2001: Recall 01V055

In February 2001, Isuzu reported in a Defect and Noncompliance Notice that it discovered three vehicles, a 2000 and 2001 Rodeo and an MY 2001 Honda Passport had passenger side front air bag inflator modules built with too much generant.

“In the event of a crash, the abnormal amount of generant could cause the airbag to burst. Occupants could be injured either as a result of debris or as a result of crash forces not counteracted by the air bag,” Isuzu said.

According to the defect report, the undisclosed supplier told the vehicle assembly plant that it had produced air bag units with incorrectly manufactured inflators in late January 2001. At the time, Isuzu said that it only knew of three defective vehicles outside its possession – identified by Isuzu 's undisclosed supplier using ”radiography images in the supplier's possession.”

So, it was a small, limited recall, since two of the vehicles were on the dealer’s lot, and only one – a Honda Passport – had been sold to a customer. 

When Occupant Detection Sensors Don't Make Sense?

On December 17, 2011, Hyundai settled, for an undisclosed sum, in a crash that wouldn’t and shouldn’t have caused a fatality but for a defective occupant seat sensor – a problem that may be more common – across many manufacturers – and more potentially deadly than realized.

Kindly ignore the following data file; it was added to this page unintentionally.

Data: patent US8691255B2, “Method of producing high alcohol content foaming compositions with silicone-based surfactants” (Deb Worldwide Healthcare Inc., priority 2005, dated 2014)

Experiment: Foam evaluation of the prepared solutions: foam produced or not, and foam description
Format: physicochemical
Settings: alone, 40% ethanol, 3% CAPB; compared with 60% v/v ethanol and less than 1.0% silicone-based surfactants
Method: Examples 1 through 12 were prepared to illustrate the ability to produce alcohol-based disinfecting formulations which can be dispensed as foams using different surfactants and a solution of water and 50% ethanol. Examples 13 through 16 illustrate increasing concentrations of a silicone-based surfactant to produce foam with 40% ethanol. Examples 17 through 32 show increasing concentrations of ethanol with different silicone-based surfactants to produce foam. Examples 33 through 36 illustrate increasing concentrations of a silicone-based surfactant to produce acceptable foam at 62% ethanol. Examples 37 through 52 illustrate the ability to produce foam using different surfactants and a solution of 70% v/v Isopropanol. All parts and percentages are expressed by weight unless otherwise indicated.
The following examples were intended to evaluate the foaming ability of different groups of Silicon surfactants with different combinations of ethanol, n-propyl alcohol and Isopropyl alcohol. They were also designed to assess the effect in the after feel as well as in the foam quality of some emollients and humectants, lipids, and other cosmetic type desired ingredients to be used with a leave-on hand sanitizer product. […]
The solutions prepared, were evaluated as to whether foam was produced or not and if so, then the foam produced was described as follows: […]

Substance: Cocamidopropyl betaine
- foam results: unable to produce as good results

On January 3, 2010, Donna Lynn Hopkins was a front-seat passenger in a 2008 Hyundai Accent, with her husband, Tom, at the wheel. As they approached an intersection on Highway 181 in Bexar County, Texas, another driver failed to yield the right of way. The Hyundai T-boned the other vehicle with sufficient force to deploy the airbags. But only the driver’s airbag inflated. The occupant seat sensor mat in the front passenger seat determined that, Donna Hopkins, a 165-pound woman, was actually a child, and turned off the airbag. Worse, Hyundai’s sensor strategy also turned off the seat belt pretensioner. Like some other manufacturers, Hyundai’s occupant sensor is designed so that the front passenger seat belt pretensioner fires only if the airbag is deployed. Mrs. Hopkins had none of the advanced safety features needed to adequately protect her in that crash, even though she was belted, and weighed 55 pounds more than the regulated cut-off for smart airbag deployment. Her husband, Tom, walked away from the crash; Donna Hopkins died.

Attorney Stephen Van Gaasbeck, who represented the Hopkins family, says that his research revealed many airbag non-deployment complaints for the Accent and its model twins. In fact, in May 2008, then-Senator Elizabeth Dole (R-NC) wrote to NHTSA on behalf of a constituent who complained about his 2006 Kia Rio. Kia is a Hyundai owned company. In his letter to Dole, the Mint Hill, NC owner wrote:

SRS Requests GM Brand Cars and asks NHTSA to Change NCAP Designations for Vehicles with Deleted "Standard" Side Airbags

Safety Research & Strategies continuing investigation into the "fleet delete" option that allowed GM fleet buyers to purchase vehicles without "standard" side curtain airbags reveals that bagless cars are still being sold to the public as having the feature. (SRS Investigation)